The article

The paper follows the development of the tourism industry in a small, traditional mining town in northern Sweden. It highlights local agency in the diversification process, as well as interpath relations between tourism and mining. Drawing on 21 semi-structured interviews, the paper finds that the two seemingly unrelated paths share the need for a variety of local endowments and in so the dominant mining industry both compete with and support the growing tourism industry. The paper further finds that both private and public actors can exercise change agency, in a region dominated by reproductive agency, and that change agency can widen the room for further actors to exercise change agency.

Linda Stihl, Challenging the set mining path: Agency and diversification in the case of Kiruna, The Extractive Industries and Society, 2022…


Linda Stihl PhD Candidate at the Department of Human Geography and CIRCLE, Lund University


Linda thank you very much for having a coffee break with me, how are you doing?

I’m doing very well, thank you for having me.

We’re both having the same coffee filtered, but actually quite nice in Sweden and this time I want to talk with you about a paper you wrote of challenging the set mining path agency and diversification. Can you please tell me what the paper was about?

Well the paper is based on the observation that we had exclusive tourism growing in an old mining town and I was a bit curious about why that happened because usually we know that it’s easier for regions to diversify into something similar and this was something very different and then also we know that for resource regions in particular it’s difficult to diversify into something completely new, so therefore this is an interesting case to dig into.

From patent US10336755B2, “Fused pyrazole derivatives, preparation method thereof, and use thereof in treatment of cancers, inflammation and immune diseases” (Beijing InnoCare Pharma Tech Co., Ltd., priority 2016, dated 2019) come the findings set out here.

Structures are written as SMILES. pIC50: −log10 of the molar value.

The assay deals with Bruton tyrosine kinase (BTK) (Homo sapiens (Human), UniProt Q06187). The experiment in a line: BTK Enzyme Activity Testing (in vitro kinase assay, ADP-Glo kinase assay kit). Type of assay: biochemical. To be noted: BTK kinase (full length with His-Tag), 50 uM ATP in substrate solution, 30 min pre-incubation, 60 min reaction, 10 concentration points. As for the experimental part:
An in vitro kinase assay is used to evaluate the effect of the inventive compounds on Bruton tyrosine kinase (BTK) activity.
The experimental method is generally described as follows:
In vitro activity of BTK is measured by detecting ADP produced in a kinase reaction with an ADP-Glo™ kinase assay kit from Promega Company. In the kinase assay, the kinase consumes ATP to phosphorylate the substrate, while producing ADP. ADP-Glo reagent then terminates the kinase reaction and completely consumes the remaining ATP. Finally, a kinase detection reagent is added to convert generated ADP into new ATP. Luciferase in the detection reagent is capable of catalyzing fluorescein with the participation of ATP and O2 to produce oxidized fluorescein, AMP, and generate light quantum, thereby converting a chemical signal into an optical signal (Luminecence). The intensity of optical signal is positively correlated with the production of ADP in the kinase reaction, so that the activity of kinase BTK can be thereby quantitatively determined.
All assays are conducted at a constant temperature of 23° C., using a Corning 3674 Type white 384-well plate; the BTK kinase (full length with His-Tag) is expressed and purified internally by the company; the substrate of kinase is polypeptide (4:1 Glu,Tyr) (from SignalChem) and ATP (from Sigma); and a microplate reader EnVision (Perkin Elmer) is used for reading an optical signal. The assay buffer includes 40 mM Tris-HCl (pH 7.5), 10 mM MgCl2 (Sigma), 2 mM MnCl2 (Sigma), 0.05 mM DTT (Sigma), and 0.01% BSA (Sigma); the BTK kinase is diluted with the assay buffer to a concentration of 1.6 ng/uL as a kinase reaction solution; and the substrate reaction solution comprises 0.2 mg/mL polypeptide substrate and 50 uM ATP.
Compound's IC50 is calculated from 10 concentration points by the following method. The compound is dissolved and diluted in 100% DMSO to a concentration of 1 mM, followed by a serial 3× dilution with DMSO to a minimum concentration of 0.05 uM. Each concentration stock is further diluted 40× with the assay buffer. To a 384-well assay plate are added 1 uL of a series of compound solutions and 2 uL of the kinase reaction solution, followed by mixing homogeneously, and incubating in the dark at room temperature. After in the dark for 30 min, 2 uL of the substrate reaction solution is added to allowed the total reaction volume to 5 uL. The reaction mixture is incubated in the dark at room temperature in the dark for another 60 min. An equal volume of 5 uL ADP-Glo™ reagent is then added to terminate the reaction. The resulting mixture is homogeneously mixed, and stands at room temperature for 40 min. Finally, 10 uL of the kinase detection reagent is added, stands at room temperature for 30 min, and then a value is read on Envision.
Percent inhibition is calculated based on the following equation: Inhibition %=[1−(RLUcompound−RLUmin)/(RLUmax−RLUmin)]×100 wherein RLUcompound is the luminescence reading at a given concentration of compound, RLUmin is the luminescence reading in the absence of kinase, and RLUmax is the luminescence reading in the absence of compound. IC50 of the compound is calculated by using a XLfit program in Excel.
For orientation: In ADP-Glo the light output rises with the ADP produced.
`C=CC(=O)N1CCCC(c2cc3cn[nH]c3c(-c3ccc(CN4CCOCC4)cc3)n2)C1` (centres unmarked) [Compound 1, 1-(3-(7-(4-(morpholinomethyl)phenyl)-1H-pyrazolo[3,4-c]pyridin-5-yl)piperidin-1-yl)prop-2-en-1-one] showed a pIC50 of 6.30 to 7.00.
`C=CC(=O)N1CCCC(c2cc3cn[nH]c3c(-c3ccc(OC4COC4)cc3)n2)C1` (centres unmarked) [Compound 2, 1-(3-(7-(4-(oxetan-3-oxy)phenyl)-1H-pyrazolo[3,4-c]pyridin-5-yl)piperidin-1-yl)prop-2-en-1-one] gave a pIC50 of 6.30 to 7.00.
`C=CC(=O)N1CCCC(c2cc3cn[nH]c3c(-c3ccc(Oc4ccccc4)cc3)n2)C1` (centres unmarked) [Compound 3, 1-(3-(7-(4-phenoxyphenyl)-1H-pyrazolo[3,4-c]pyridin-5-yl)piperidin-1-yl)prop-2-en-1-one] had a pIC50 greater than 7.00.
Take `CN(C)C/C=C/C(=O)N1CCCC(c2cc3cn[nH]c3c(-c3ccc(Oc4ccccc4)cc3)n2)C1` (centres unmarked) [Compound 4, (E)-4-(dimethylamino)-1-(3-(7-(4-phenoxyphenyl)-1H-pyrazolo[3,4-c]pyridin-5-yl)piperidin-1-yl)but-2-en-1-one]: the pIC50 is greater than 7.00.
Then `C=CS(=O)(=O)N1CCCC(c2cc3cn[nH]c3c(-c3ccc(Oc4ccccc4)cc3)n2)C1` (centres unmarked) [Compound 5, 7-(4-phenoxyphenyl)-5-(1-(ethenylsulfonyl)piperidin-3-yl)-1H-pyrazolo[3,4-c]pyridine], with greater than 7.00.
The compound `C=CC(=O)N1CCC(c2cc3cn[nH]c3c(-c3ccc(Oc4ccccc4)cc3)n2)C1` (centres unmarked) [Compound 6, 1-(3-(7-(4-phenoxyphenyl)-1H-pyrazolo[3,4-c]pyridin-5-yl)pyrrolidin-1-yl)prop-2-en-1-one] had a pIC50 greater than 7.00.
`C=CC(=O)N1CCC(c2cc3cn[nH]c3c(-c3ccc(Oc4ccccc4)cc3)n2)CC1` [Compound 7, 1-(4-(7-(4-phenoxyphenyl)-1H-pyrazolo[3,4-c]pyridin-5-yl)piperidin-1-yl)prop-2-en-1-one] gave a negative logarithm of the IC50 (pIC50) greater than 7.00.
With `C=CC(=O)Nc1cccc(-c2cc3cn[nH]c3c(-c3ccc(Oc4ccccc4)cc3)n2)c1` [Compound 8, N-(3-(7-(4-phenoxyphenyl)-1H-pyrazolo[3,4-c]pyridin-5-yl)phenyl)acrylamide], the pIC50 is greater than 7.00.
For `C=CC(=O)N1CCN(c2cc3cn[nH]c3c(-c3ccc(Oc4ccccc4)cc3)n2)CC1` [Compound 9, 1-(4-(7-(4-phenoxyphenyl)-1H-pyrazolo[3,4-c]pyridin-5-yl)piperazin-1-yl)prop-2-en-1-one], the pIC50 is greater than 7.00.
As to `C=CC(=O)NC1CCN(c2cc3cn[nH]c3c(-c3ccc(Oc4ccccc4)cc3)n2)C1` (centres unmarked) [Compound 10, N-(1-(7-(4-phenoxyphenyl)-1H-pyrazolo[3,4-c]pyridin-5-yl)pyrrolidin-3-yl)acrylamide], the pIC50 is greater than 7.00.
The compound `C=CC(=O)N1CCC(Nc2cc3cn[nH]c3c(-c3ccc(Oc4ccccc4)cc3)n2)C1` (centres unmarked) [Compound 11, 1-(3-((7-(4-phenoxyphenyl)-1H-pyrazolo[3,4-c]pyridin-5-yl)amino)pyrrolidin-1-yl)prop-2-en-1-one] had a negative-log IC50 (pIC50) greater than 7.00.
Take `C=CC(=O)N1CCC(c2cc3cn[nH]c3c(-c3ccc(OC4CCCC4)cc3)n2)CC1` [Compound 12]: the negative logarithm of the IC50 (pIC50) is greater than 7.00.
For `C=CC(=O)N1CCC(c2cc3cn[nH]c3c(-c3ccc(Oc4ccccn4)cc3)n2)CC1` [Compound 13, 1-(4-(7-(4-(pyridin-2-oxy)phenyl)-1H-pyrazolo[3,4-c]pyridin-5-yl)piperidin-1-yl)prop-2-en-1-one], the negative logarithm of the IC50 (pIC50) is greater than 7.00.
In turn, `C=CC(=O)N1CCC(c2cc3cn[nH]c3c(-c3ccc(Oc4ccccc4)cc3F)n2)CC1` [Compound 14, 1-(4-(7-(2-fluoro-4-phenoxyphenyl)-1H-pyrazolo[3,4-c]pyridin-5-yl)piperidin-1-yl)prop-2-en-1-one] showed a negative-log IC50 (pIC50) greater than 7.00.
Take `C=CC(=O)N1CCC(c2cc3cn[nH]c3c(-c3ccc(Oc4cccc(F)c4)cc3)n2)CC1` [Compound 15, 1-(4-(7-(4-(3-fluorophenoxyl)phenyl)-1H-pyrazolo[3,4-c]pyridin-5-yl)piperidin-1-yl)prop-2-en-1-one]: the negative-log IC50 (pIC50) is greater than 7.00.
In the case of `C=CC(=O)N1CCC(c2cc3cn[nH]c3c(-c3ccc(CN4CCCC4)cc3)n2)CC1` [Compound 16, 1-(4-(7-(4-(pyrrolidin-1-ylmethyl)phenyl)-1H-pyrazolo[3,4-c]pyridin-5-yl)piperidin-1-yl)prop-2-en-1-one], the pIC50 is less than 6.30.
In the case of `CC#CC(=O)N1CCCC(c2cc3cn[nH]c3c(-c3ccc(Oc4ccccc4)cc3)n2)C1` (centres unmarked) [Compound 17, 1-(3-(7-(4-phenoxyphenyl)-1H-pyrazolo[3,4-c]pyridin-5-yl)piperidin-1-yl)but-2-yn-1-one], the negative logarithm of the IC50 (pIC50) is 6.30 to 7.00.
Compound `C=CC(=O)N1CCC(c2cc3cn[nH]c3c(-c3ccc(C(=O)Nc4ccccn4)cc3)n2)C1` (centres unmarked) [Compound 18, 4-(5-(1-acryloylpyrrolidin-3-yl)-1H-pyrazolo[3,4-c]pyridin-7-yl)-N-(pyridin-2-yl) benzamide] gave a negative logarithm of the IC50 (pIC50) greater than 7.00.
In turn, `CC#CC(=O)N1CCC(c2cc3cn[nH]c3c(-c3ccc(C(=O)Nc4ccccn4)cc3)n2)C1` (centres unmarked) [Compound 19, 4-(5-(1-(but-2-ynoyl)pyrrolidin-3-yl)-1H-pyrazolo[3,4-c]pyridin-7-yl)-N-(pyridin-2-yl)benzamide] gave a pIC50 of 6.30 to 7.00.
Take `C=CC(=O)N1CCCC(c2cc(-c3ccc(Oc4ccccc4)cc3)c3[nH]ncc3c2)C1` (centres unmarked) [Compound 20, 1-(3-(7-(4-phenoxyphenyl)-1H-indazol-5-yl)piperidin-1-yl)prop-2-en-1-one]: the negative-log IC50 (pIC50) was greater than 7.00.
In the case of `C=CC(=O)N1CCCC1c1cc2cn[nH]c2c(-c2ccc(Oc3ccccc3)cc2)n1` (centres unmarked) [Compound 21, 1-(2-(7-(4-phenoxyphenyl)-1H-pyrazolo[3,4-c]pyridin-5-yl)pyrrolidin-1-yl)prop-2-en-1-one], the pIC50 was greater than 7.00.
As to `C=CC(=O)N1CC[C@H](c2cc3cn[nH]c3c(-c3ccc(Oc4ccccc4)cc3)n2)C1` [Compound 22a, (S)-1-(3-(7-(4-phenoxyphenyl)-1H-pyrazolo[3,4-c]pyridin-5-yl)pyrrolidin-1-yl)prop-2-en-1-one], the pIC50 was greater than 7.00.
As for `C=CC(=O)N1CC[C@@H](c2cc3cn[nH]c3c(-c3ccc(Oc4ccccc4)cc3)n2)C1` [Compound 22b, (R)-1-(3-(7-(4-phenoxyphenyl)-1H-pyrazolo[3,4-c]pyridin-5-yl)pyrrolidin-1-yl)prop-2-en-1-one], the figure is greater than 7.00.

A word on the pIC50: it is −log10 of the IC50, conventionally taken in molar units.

I can imagine that thank you for clarifying it, and which ones were your main findings?

Well before saying something about the the findings I want to stress that we need to remember that this is a town with a long mining tradition and that it’s placed in the periphery in the arctic and that it’s dominated by this by a state-owned firm and this kind of sets the context and what’s possible in the region and and those conditions forms informs us that it would logically be quite difficult to change. So the first key finding is that the growth of the tourism industry is actually product of two different processes, both of them starts in the 1980s and 1990s and first of all it’s due to a single entrepreneur who starts a new idea, he builds a nice hotel and with informal networks and with a long-term commitment to the region he builds something new and the industry transforms and it changes the mindset of what’s possible in Kiruna, but then also the local municipality, the organizers the business support structure that they have in order to include the local firms more in the development, so this then tell us that both public actors and private actors can initiate change. A second key thing that I would like to highlight is that once this mindset was changed it was then it created new opportunities for other actors to follow so you can say that change agency actually paved the way for new change agency, which is interesting, and then finally a surprising finding though is that even though we think that tourism and mining industries are very different and in theory we would call them that they’re unrelated because they don’t share competencies or skills or products in any way but when we look into these two industries, there’s actually quite a lot of linkages between the two of them, so the binding industry it supports indirectly the tourism industry to grow for example through infrastructure investments, but then also we can see that they actually compete even though they need different things they still compete over housing and and land and labor and this is due to the fact that it is very small place and it’s far away and that creates a larger competition for the scarce resources that are there.